Yet if asylum seekers are caught working under the table, their application can be rejected. And if they turn begrudgingly to government aid, they incur resentment from many native-born Americans who question why newcomers are receiving handouts.

The waiting period is meant as a deterrent. If people in troubled nations get the idea that applying for asylum is a sure way to get a work permit in the United States, the logic goes, the number of migrants will balloon. The problem is that persecution and economic devastation in migrants’ home country and greater opportunities in the U.S. are much stronger determinants of migration than tweaks to U.S. immigration policy. As I have previously argued, deterrence policies do not meaningfully dissuade migrants from making the journey, and even harsh Trump-era policies such as family separation had no discernible effect. Clinton now criticizes the six-month work-permit waiting period. “It doesn’t make any sense,” he said in a recent radio interview—curiously failing to mention that he had signed that nonsensical requirement into law.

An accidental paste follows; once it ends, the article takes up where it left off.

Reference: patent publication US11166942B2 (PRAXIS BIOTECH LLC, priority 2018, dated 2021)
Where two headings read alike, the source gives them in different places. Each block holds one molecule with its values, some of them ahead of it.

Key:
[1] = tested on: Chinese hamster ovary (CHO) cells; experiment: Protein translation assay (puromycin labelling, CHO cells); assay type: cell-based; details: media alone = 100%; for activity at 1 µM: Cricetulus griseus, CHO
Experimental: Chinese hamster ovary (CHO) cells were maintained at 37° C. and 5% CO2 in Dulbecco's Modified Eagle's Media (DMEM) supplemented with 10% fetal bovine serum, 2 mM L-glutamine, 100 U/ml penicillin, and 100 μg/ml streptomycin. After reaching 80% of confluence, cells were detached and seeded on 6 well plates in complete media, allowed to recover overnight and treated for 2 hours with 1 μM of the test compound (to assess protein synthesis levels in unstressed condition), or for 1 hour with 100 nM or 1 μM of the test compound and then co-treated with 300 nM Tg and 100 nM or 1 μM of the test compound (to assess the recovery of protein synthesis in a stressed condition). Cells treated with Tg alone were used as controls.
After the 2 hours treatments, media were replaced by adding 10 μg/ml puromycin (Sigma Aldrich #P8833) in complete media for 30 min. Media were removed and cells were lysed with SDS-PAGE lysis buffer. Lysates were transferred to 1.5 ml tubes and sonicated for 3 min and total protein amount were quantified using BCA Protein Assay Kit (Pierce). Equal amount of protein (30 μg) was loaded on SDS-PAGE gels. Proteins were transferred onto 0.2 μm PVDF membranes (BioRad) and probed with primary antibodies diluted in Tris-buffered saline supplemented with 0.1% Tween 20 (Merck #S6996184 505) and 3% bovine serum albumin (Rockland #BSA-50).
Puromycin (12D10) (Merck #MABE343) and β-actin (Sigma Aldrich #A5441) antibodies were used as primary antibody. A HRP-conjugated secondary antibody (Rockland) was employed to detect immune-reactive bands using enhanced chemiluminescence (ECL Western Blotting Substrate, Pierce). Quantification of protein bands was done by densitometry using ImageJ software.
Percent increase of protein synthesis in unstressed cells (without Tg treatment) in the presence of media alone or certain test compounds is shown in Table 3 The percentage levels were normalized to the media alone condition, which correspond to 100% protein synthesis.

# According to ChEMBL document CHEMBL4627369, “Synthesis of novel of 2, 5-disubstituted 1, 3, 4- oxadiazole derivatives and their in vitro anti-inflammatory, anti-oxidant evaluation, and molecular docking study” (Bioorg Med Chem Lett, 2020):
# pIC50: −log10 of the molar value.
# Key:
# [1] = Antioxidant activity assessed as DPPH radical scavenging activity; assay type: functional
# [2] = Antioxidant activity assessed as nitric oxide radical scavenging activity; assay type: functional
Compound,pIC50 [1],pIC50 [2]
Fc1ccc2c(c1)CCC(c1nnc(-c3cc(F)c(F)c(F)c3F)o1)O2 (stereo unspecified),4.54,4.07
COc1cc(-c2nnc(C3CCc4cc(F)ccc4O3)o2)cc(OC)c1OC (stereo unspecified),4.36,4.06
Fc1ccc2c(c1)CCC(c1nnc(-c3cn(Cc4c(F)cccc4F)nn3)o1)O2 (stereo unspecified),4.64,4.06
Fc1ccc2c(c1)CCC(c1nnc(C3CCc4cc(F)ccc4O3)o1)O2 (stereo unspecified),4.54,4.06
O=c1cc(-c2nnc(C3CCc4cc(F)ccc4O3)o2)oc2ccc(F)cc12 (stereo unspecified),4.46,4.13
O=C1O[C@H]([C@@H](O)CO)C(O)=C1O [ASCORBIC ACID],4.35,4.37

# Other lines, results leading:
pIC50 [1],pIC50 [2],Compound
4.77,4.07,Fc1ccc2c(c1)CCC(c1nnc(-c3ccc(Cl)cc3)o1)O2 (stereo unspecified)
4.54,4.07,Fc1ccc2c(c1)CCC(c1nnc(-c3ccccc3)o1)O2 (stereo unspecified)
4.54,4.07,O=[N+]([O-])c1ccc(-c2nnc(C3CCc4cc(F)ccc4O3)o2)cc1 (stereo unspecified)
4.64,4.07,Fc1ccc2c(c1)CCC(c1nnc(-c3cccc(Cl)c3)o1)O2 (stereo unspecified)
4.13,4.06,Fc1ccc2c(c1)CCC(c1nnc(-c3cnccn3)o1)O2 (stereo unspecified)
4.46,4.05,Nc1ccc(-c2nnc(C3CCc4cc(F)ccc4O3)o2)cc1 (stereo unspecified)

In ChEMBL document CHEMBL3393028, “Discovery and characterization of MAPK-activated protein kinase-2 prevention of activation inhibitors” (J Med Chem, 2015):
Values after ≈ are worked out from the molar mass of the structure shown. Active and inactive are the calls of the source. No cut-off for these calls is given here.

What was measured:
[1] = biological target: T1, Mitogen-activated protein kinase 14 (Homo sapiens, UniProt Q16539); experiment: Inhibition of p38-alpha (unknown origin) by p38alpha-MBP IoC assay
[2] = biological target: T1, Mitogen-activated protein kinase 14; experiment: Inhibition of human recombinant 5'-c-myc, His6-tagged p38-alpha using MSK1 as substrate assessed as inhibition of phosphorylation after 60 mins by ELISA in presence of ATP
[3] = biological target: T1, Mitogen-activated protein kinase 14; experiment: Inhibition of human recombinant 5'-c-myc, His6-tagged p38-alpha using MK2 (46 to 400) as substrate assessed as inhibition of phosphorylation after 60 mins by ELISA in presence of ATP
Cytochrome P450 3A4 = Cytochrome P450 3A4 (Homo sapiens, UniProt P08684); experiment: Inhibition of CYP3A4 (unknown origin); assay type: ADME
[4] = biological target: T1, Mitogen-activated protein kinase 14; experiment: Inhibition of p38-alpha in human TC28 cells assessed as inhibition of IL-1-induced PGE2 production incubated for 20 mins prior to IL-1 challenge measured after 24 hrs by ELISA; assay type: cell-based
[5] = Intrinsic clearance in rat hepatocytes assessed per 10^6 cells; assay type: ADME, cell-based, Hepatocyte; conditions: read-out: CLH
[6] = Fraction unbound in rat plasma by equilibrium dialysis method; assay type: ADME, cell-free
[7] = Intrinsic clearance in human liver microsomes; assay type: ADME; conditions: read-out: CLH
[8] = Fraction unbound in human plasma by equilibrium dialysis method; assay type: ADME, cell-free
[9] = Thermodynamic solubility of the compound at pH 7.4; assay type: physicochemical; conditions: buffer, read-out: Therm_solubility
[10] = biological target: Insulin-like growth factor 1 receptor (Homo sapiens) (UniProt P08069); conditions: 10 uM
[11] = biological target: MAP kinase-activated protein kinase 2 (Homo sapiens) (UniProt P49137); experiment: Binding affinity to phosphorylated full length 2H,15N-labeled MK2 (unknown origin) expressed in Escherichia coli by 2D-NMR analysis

These policies allow politicians to posture as being tough on immigration, but they create a vicious cycle: When policies hamper asylum seekers from entering the country in an orderly way, they create disorder that stokes anti-immigrant sentiment—thereby pressuring future administrations to crack down on immigrants even further, creating more disorder and fueling more backlash.

The lack of work permits is a national problem, but not every city is facing a migrant crisis. Immigration-court filings from last spring indicate that, along with New York City and the Chicago area, the counties that include Los Angeles, Houston, and Miami are all top destinations for asylum seekers, but the latter three cities show few signs of distress.